Anandasankar Ray, professor in the Department of Entomology at UCR, along with two other researchers, published results recently that Ray believes are promising enough they may soon be adapted for grower use.
Ray and his team tested three attractant odors in El Monte backyards using yellow sticky traps. More than twice the number of psyllids were found in the scented traps compared to unscented traps, the article said. In time the researchers will also test chemicals that can mask odors that are pleasant to Asian citrus psyllids and some that repel the insects.
Other research projects underway at UC Riverside to combat Asian citrus psyllid and the disease it can spread were also noted in the Press-Enterprise article. They are: biological controls, including a tiny wasp imported from Pakistan that feeds on the psyllids; insecticides; developing resistant strains of citrus trees; finding a way to kill the bacteria spread by psyllids once it is in the tree; and discovering ways to identify diseased trees earlier.
Yesterday, the Farm Bureau of Ventura County hosted a meeting where the California Citrus Pest and Disease Prevention Committee updated the community on efforts to control the devastating citrus pest. In addition to the residential releases of the imported natural enemy of ACP – known as Tamarixia radiata – the state is also preparing to invite organic commercial producers to request releases in their groves.
“We have referred one grower in the Bardsdale area, where an ACP population unfortunately appears to have become well established,” said John Krist, chief executive officer of the Farm Bureau of Ventura County.
The research effort is led by Mark Hoddle, UC Cooperative Extension specialist in the Department of Entomology at UC Riverside. The UC Hansen Fund provided nearly $53,000 to Hoddle to fund work on biological control of ACP.
“The work Hansen funded will play a key role in the ACP suppression program throughout California, and it will become integral to the IPM program for commercial operations that Ventura County pioneered,” Krist said.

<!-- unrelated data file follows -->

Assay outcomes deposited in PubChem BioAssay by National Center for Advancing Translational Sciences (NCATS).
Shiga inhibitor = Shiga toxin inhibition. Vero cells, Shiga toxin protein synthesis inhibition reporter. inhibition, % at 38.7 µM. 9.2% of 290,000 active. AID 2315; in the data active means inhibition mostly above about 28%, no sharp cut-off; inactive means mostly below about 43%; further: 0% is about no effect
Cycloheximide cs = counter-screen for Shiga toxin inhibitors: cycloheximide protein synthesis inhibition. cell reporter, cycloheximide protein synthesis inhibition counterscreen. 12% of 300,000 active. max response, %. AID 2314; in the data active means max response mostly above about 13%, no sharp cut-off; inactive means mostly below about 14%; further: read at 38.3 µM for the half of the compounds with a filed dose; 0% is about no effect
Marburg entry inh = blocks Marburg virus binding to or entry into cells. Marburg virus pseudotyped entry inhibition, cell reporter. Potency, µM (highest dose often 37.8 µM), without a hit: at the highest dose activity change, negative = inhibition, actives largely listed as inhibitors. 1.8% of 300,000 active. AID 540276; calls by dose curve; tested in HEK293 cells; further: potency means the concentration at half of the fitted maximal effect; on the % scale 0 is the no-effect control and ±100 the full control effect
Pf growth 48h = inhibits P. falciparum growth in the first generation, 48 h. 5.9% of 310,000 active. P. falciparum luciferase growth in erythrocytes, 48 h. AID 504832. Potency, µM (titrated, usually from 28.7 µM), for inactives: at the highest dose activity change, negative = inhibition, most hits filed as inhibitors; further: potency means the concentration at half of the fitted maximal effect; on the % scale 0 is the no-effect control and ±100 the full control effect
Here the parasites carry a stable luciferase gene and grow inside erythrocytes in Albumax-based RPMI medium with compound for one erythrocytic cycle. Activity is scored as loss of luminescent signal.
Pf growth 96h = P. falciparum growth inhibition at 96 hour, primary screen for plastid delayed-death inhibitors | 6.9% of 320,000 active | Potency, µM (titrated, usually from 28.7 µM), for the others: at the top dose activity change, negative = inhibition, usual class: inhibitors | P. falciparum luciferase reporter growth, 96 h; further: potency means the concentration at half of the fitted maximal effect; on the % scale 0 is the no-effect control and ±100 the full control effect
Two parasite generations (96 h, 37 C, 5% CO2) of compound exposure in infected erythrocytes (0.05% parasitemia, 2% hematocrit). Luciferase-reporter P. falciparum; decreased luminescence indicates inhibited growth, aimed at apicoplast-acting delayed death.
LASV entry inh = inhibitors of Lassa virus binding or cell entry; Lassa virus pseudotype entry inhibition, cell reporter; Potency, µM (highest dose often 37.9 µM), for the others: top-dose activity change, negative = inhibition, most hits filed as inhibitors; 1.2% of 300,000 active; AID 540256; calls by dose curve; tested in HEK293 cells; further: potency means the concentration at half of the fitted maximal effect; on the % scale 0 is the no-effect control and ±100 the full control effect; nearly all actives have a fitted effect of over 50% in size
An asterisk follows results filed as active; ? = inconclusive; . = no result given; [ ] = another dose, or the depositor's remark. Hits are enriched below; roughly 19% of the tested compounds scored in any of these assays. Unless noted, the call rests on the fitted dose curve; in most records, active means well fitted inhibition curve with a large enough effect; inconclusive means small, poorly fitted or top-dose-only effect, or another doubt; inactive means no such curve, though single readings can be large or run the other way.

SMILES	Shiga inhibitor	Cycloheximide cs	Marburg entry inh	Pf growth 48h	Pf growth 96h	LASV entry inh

According to the LA Times article, USDA said it would set aside $1.5 million to scale up breeding and release efforts in California, Texas and Florida. An additional $125 million appropriated by Congress will be spent over the next five years to fund research into other methods to contain the spread of the disease.
"I think it's an excellent idea," Hoddle said.
The expansion will allow the California Department of Food and Agriculture to ramp up the scale of the breeding program.
Tiny 'vampire' wasps take on invasive citrus psyllid
Sanden Totten, Southern California Public Radio KPCC 89.3
Fighting Bugs with Bugs: Hatching A Solution for Troubled Trees
Steven Jackson, The Salt - What's on Your Plate, NPR
They've established a quarantine zone within a five-mile radius of the ACP find and monitoring has been stepped up in the area. Officials are concerned because of the psyllid's ability to spread huanglongbing disease, should the disease make its way into California. (So far, only one backyard tree has been found in California infected with huanglongbing.)
“If you don't have a vector like a psyllid, no big deal, but when you have a vector alive and moving around, then you have a big problem,” said Beth Grafton-Cardwell, UC Cooperative Extension specialist in the Department of Entomology at UC Riverside.